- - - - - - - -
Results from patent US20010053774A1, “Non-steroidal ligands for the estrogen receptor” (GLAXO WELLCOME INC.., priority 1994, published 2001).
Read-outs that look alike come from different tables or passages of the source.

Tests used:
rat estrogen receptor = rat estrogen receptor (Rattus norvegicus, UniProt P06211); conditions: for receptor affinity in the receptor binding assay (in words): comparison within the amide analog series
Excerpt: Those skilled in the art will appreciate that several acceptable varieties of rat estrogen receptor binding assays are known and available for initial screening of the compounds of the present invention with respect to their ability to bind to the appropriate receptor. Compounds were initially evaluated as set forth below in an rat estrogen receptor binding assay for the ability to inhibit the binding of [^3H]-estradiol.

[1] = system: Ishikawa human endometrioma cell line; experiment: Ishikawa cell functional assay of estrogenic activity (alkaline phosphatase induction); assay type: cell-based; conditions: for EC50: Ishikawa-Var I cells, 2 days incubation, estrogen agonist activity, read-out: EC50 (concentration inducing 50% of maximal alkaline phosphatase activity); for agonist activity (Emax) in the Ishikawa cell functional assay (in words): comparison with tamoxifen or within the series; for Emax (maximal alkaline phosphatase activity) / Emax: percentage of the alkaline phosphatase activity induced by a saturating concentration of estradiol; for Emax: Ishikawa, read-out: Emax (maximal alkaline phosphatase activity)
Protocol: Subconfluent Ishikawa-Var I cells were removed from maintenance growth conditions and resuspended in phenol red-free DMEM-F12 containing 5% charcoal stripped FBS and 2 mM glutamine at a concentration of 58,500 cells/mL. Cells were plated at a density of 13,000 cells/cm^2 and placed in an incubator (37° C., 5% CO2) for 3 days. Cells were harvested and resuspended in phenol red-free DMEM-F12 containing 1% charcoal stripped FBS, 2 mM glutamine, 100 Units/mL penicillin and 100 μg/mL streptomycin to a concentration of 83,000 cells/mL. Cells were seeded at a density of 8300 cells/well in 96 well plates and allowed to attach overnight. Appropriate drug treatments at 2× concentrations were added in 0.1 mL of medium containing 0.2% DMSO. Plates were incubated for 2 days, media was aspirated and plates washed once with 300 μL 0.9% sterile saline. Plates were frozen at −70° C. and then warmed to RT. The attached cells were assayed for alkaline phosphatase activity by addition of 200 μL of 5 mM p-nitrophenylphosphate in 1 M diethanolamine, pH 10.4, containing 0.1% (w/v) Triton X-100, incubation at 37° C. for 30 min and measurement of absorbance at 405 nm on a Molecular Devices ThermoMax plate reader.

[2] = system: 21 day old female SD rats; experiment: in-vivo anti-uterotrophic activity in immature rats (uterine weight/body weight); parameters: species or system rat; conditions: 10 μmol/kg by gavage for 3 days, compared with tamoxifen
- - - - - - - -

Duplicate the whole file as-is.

Results from patent US20010053774A1, “Non-steroidal ligands for the estrogen receptor” (GLAXO WELLCOME INC.., priority 1994, published 2001).
Read-outs that look alike come from different tables or passages of the source.

Tests used:
rat estrogen receptor = rat estrogen receptor (Rattus norvegicus, UniProt P06211); conditions: for receptor affinity in the receptor binding assay (in words): comparison within the amide analog series
Excerpt: Those skilled in the art will appreciate that several acceptable varieties of rat estrogen receptor binding assays are known and available for initial screening of the compounds of the present invention with respect to their ability to bind to the appropriate receptor. Compounds were initially evaluated as set forth below in an rat estrogen receptor binding assay for the ability to inhibit the binding of [^3H]-estradiol.

[1] = system: Ishikawa human endometrioma cell line; experiment: Ishikawa cell functional assay of estrogenic activity (alkaline phosphatase induction); assay type: cell-based; conditions: for EC50: Ishikawa-Var I cells, 2 days incubation, estrogen agonist activity, read-out: EC50 (concentration inducing 50% of maximal alkaline phosphatase activity); for agonist activity (Emax) in the Ishikawa cell functional assay (in words): comparison with tamoxifen or within the series; for Emax (maximal alkaline phosphatase activity) / Emax: percentage of the alkaline phosphatase activity induced by a saturating concentration of estradiol; for Emax: Ishikawa, read-out: Emax (maximal alkaline phosphatase activity)
Protocol: Subconfluent Ishikawa-Var I cells were removed from maintenance growth conditions and resuspended in phenol red-free DMEM-F12 containing 5% charcoal stripped FBS and 2 mM glutamine at a concentration of 58,500 cells/mL. Cells were plated at a density of 13,000 cells/cm^2 and placed in an incubator (37° C., 5% CO2) for 3 days. Cells were harvested and resuspended in phenol red-free DMEM-F12 containing 1% charcoal stripped FBS, 2 mM glutamine, 100 Units/mL penicillin and 100 μg/mL streptomycin to a concentration of 83,000 cells/mL. Cells were seeded at a density of 8300 cells/well in 96 well plates and allowed to attach overnight. Appropriate drug treatments at 2× concentrations were added in 0.1 mL of medium containing 0.2% DMSO. Plates were incubated for 2 days, media was aspirated and plates washed once with 300 μL 0.9% sterile saline. Plates were frozen at −70° C. and then warmed to RT. The attached cells were assayed for alkaline phosphatase activity by addition of 200 μL of 5 mM p-nitrophenylphosphate in 1 M diethanolamine, pH 10.4, containing 0.1% (w/v) Triton X-100, incubation at 37° C. for 30 min and measurement of absorbance at 405 nm on a Molecular Devices ThermoMax plate reader.

[2] = system: 21 day old female SD rats; experiment: in-vivo anti-uterotrophic activity in immature rats (uterine weight/body weight); parameters: species or system rat; conditions: 10 μmol/kg by gavage for 3 days, compared with tamoxifen